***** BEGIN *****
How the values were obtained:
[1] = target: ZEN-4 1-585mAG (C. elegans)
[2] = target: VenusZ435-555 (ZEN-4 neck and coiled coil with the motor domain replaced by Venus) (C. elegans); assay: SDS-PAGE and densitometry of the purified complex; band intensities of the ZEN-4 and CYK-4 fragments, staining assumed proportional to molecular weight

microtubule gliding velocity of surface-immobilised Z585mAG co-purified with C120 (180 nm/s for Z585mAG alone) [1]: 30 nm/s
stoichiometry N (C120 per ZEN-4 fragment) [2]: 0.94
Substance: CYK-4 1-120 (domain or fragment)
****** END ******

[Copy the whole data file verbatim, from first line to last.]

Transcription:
How the values were obtained:
[1] = target: ZEN-4 1-585mAG (C. elegans)
[2] = target: VenusZ435-555 (ZEN-4 neck and coiled coil with the motor domain replaced by Venus) (C. elegans); assay: SDS-PAGE and densitometry of the purified complex; band intensities of the ZEN-4 and CYK-4 fragments, staining assumed proportional to molecular weight

microtubule gliding velocity of surface-immobilised Z585mAG co-purified with C120 (180 nm/s for Z585mAG alone) [1]: 30 nm/s
stoichiometry N (C120 per ZEN-4 fragment) [2]: 0.94
Substance: CYK-4 1-120 (domain or fragment)